Autopsy will forever be the key that deciphered for me the unfathomable joys of death metal.
So as a big fan of Mental Funeral but not so much their other albums, I was intrigued to lay my hands on their latest Peaceville release All Tomorrow’s Funerals.
This 22-track double monster compiles and remasters out-of-print EPs Retribution for the Dead and Fiend for Blood along with comeback single and subsequent EP Horrific Obsession and The Tomb Within.
If that wasn’t enough for you greedy bastards, they have garnished the feast with four new songs.
While much of the earlier material has been previously included as bonus tracks on recent re-releases, this is the first time it been compiled in a single release of non-album songs.
Sequenced reverse-chronologically, it’s a fascinating trip back in time to the roots of this influential band.
What stands out in this remarkably consistent collection is how outrageously hummable and catchy Autopsy so frequently manage to be while maintaining their trademark disgusting and fetid atmosphere.
Check Squeal Like a Pig for pure ear-wormery.
The other main theme to emerge from repeatedly playing through all 73 minutes of this death metal smorgasbord is that Autopsy have become more consistently excellent with age.
However, whether by luck or talent or both, when their younger selves nailed it, they really nailed it in a way no-one before or since has quite managed to.
Nevertheless the new material that front loads the album is pretty bloody good, all told.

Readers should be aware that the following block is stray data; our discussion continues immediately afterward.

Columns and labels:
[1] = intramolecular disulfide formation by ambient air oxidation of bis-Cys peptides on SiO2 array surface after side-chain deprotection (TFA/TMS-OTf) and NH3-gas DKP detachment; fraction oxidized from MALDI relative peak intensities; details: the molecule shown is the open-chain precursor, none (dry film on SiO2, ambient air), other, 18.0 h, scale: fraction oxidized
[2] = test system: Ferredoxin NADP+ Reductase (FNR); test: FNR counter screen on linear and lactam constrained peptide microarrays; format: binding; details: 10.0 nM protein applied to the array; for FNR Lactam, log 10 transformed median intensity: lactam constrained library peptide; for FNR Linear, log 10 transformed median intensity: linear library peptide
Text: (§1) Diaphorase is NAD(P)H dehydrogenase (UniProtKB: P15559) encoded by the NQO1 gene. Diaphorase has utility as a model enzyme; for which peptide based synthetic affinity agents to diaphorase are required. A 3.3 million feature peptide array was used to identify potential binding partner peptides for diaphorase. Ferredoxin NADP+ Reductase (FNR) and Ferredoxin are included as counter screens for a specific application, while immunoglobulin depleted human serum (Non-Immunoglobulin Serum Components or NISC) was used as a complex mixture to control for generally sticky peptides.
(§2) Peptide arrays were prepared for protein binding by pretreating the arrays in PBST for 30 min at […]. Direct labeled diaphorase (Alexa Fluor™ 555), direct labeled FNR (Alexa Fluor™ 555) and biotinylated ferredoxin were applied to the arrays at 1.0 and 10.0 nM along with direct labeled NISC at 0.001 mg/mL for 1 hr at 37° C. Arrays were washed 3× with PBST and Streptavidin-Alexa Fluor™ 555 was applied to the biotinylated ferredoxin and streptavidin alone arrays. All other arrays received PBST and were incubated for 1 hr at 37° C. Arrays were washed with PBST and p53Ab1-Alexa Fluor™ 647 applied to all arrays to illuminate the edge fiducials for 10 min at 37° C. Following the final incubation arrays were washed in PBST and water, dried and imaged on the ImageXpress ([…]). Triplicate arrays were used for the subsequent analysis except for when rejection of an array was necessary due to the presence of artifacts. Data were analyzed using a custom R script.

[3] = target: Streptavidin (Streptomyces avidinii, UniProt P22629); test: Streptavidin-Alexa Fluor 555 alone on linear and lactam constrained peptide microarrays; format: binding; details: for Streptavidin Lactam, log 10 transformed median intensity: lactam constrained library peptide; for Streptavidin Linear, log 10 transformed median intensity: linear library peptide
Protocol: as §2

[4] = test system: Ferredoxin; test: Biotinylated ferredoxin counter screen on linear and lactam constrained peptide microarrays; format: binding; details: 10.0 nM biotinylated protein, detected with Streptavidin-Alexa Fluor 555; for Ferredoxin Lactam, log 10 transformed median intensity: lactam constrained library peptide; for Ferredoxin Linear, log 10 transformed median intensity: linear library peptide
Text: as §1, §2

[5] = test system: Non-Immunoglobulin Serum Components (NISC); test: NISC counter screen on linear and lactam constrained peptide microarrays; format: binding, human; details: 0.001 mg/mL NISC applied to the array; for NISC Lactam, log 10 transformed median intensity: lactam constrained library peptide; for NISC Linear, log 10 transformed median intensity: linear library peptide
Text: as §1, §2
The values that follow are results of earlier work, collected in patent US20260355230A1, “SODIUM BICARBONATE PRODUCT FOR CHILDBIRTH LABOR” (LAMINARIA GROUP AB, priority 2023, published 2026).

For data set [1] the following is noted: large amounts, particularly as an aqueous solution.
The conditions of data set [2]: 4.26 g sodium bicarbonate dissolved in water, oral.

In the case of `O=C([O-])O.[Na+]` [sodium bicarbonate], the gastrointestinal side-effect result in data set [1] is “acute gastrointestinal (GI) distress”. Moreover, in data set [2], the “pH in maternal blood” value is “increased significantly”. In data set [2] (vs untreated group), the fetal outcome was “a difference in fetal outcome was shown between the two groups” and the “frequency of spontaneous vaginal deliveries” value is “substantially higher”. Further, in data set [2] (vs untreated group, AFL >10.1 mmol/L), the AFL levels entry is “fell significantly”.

One of the best things about Autopsy is their doominess. They are masters of the queasy riff and lurching tempo change.
They remain brilliant at being slow and the doomy bits are as fantastic as they ever were.
Check the latter half of new song Broken People to see this in action.
For me though, it’s the best of old stuff that hits hardest. The riffs are slimier, groovier. Gyrating like a horny leper that pauses mid-leer to drift into a narcotic trance, they lurch towards you twitching with anger.
Mental Funeral tracks Destined to Fester and The Grip of Winter really stand out with their murky, sinister melodies and dank atmospheres that give way to sickly grooves.
There’s some filler dating from this era. The sub-60 second Fiend for Blood and A Different Kind of Mindfuck are a bit pointless. Ravenous Freaks reminds me of pointless and goofy skits that were popular among many death and thrash bands in the early 90s.
Definitely a release worth grabbing, particularly if you don’t have The Tomb Within or the recent Peaceville re-releases.